Huachuca Illustrated, vol 1, 1993:

chuca Illustrat

chuca Illustrat

U.S. Army Lifestyles at Huchuca in the Teens:
Women at the Fort

chuca Illustrat



Mrs. Esther Buchanan Smith lived at Fort Huachuca from 1908-21. She was the niece of Ida E. Carty who was the postmistress at Fort Huachuca and she succeeded Mrs. Carty in that job in 1920. She remembered that the post commander kept a train ready in 1916 to evacuate women and children in the event that Pancho Villa raided Fort Huachuca. The 10th Cavalry was away from the post then on the Punitive Expedition into Mexico.

In a 1961 interview, Mrs. Smith talked about the uneasiness and described the precautions. "All civilians wore a .45 and I believe twenty-five or fifty rounds of ammunition. In case of invasion [by the Villistas] the women and children were to flee to the Guard House. The train was kept in readiness there to carry them away."(7)

Esther Buchanan Smith, postmistress of Fort Huachuca from February 1920 to May 1921. She came to Huachuca in 1908 to live with her aunt, Ida Carty and succeeded her as postmistress upon her aunt's death. She resigned in 1921 to go to Fort Leavenworth to marry Capt. Bailey G. Smith, Quartermaster Corps. This picture was taken in 1916 or 1917. Photo courtesy Mrs. Esther Buchanan Smith.

But in the decade 1910 to 1920, Mexican bandits were not the only preoccupation. It was a time when women's rights were on every American's mind. Women at Fort Huachuca had only to pick up the Ladies Home Journal t o read about Grover Cleveland's views. The former president wrote in that magazine: "Sensible and responsible women do not want to vote. The relative positions to be assumed by men and women in the working out of our civilization were assigned long ago by a higher intelligence."

A delegate at the Arizona constitutional convention, P.F. Connelly of Douglas, Arizona, introduced a bill in 1910 that would allow women to vote on the matter of suffrage. He was advised by his supporters not to return to Douglas, called a "bum," and threatened with shooting.

In 1913 some progress was made when a law establishing an eight-hour work day for women went into effect. And finally, on August 26, 1920, the 19th amendment to the constitution was ratified by the decisive thirty-sixth state [Tennessee] and women had won the vote. The victory capped 72 years of campaigning by such heroic women as Elizabeth Cady Stanton, Susan B. Anthony, and Alice Paul.

Ida Eldora (maiden name Mitchell) Carty, was
-------------------------------Mrs. Lucretia Abby with the Grierson sisters,
postmistress from 11 January 1903 to 25 July 1904,
-------------------------------------Agnes and Alice in 1915. ------------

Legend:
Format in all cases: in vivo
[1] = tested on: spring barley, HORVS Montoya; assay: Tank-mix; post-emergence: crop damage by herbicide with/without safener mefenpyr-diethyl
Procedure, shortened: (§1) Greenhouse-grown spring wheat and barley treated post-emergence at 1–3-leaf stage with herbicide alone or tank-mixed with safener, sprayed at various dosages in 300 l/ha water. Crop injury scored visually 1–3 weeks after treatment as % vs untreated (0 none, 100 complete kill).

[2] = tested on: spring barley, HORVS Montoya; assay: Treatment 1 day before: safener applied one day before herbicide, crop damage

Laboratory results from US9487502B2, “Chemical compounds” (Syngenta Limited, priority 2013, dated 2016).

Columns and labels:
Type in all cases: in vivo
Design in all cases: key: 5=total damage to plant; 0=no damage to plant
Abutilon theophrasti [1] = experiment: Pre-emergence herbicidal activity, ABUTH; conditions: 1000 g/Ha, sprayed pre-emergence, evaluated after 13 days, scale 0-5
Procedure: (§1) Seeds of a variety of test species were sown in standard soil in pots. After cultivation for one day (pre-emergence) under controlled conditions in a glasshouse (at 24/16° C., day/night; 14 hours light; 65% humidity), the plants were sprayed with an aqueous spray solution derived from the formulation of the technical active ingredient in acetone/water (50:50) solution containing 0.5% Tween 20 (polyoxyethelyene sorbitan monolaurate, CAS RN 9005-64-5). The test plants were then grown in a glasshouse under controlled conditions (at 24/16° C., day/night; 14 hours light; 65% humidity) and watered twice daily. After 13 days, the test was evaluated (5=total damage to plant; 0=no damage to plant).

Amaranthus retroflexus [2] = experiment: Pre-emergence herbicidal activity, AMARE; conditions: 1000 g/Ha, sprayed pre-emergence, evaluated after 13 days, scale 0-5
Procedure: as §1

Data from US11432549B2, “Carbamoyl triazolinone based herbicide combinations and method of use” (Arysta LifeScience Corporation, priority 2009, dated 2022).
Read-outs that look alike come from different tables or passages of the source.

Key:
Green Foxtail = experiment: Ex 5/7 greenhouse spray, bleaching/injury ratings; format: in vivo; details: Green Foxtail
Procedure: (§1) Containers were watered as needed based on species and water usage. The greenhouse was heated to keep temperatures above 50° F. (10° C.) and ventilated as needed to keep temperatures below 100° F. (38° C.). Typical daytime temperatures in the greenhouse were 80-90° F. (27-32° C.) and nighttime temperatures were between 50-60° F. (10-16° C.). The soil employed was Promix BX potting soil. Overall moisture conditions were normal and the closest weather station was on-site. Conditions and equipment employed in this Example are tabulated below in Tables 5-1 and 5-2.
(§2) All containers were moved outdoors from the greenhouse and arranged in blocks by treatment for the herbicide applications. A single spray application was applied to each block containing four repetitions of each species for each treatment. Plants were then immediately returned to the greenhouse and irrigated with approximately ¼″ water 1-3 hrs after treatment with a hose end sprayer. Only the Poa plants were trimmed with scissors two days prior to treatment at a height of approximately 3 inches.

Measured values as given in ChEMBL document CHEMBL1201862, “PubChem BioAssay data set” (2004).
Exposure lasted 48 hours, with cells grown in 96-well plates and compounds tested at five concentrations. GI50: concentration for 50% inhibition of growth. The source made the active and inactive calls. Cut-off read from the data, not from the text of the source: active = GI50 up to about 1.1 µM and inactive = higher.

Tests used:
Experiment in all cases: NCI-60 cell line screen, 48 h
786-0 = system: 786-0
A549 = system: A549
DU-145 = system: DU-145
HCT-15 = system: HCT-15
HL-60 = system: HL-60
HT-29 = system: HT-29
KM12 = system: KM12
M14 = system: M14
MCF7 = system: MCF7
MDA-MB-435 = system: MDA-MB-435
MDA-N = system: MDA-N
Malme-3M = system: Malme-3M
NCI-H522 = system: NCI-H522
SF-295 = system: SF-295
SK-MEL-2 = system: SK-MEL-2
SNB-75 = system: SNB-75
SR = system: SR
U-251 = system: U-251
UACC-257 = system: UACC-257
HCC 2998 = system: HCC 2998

and again from 22 June 1908 to her death on 3 February 1920.
-----------------Photo courtesy Alice and (Sarah) Joy Grierson.
Her niece Miss Esther Buchanan succeeded her as Postmistress.
Photo courtesy Mrs. Esther Buchanan Smith.

Civilian families in front of the Sutler's store at Huachuca around 1916.

" Firestone-Garlick-Countess-Lupie-Jimmie Gailey-------------------The Grierson sisters at the officers' pool at Huachuca in 1914.
Marie Canou-Fannie-unknown-Carmen".
--------------------------------Photo courtesy Alice and (Sarah) Joy Grierson.
Photo courtesy F.H.L. Ryder Collection.

Capt. Frederick H. L. Ryder's wife and child in front of their quarters on Grierson Street in about 1917.
Photo courtesy F.H.L. Ryder Collection.

One month earlier Ila Harrison of Lochiel married a young cavalry officer, John Healy, in Tucson. Lieutenant Healy was stationed at Fort Huachuca. Ila Harrison Healy would be an eyewitness to national and local events for the next several decades. But she would be more than just an interested bystander. She became a force in the life around Huachuca. She established a reputation as a huntress, ornithologist, snake collector, rancher, world traveler and lecturer. No woman knew the Huachuca Mountains better. She was the foremost huntress of mountain lions in America, having killed dozens of the cats, both by herself and as a member of a hunting party. According to Ila Healy, she even brought them back alive --- treeing them with her dogs, roping them from horseback and tying them over the pommel of her saddle.

Ila Healy, wife of Lt. Col. John Healy, on her horse "Red," ----------------Capt. John H. Healy, 10th Cavalry,
and with her dog "Blue," a Rhodesian
----------------------------------at Lochiel, Arizona, in 1918.
ridgeback lion hunting dog. U.S. Army photo.


Ila Healy on horseback in the Huachucas around 1960. Photo courtesy Ila Healy.


7. Smith, Esther Buchanan, interview, filed in FHIVI files.

4. Recreation

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